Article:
Throwing cost concerns and caution to the wind, the U.S. Department of Energy is getting behind a project that aims to prove that superconducting magnetic energy storage (SMES) can work at the grid level. Via a $4.2 million ARPA-E grant, Swiss engineering firm ABB and a handful of partners plan to build a 3.3 kilowatt hour proof-of-concept SMES prototype that, if all goes well, could someday be scaled to megawatt-hour capacity.
SMES is, at its heart, a means to make a battery out of magnetic fields. The DOE is interested in the technology because it could be used to create huge facilities that would efficiently store massive amounts of electricity for use when renewable energy sources like wind and solar fail to meet grid demand. SMES devices work by storing electricity in huge magnetic fields generated by running direct current through superconducting wires. Their special geometry allows them to hold vast amounts of power while using very little energy to maintain the field.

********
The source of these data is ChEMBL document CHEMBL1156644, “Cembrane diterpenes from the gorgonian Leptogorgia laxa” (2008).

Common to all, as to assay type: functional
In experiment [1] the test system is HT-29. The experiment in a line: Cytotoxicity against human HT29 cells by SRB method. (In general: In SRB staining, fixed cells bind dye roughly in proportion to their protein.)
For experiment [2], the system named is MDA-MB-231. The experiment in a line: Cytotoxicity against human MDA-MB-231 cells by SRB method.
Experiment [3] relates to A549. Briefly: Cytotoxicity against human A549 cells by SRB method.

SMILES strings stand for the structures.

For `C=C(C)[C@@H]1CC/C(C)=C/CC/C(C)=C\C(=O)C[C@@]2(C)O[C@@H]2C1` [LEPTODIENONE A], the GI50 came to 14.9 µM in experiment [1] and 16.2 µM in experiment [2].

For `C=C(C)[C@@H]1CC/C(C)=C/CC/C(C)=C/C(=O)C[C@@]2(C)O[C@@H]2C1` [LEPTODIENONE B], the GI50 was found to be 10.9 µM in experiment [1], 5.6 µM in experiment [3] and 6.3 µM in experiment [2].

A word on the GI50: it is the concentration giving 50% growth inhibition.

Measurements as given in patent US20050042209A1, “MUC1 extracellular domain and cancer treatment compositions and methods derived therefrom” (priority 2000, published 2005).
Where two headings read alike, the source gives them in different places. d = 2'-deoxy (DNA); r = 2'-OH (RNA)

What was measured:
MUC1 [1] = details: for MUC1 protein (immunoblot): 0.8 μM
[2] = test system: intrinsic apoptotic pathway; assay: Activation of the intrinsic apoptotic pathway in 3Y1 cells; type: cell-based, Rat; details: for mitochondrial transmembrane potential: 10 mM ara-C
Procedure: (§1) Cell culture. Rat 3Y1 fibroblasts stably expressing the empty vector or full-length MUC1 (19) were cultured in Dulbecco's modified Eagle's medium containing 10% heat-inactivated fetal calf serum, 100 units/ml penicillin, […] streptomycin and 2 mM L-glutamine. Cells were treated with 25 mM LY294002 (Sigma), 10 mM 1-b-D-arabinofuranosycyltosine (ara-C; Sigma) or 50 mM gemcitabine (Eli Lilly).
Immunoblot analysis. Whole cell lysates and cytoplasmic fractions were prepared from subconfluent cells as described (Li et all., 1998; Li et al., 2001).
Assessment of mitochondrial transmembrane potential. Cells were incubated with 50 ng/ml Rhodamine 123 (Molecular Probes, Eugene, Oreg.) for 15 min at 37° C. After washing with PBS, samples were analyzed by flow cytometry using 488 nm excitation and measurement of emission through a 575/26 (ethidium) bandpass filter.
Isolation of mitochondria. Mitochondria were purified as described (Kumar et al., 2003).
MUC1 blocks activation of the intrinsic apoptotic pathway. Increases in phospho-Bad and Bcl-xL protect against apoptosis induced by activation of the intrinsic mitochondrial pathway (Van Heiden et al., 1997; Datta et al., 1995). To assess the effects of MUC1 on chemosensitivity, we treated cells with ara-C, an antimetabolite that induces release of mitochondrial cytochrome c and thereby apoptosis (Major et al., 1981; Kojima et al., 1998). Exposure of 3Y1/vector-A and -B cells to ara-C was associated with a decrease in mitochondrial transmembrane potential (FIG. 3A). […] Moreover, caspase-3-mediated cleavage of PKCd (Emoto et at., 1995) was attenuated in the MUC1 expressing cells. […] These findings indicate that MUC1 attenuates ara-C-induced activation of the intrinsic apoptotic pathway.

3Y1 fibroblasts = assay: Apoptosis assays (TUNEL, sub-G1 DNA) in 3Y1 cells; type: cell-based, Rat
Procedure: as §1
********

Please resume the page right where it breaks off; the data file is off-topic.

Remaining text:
They are also very, very expensive. Prohibitively expensive, that is.
But SMES technology does have a lot of potential if, perhaps, it can be scaled to the point of being cost competitive with lead-acid batteries and other means of storing up large amounts of power. ABB, Brookhaven National Lab, the University of Houston, and superconducting wire manufacturer SuperPower are collaborating with the ultimate goal of creating a one- or two-megawatt, grid-scale device that can compete with other energy storage schemes like batteries, pumped hydro (pumping water uphill to create potential energy for hydro plants) and compressed air (storing air in underground caverns at pressure).
Why bother with SMES if there are already cheaper ways to store energy? For one, SMES can be deployed anywhere unlike pumped hydro (which at the very least requires a hill) or compressed air (which requires an underground cavern). SMES devices can also be discharged rapidly and entirely, a critical quality for energy storage facilities that will be expected to quickly stabilize grids when wind or solar resources experience regular and sometimes precipitous plunges in output.
Many critics think SMES is unfeasible, as all that superconducting wire is really, really pricey. But what are organs like ARPA-E for if not for doing things others say are impossible (ARPA-E, for the uninitiated, is like the DOE’s DARPA)? If the collaboration can pull it off, SMES could become a critical component in those smart grids of the future that we hear so much about yet see so little of.